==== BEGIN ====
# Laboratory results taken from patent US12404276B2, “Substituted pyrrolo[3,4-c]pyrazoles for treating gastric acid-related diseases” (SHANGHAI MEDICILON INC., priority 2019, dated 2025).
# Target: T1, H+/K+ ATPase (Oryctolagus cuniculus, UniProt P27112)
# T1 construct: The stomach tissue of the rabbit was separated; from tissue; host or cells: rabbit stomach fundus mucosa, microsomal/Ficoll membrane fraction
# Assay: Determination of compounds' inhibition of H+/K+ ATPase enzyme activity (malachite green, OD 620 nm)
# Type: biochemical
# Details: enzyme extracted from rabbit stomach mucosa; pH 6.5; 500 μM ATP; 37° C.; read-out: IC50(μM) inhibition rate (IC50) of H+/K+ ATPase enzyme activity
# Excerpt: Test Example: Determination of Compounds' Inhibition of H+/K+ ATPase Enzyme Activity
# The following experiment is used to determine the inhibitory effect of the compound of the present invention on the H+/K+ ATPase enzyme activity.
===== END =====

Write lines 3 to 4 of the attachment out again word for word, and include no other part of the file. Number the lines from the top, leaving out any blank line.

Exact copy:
# T1 construct: The stomach tissue of the rabbit was separated; from tissue; host or cells: rabbit stomach fundus mucosa, microsomal/Ficoll membrane fraction
# Assay: Determination of compounds' inhibition of H+/K+ ATPase enzyme activity (malachite green, OD 620 nm)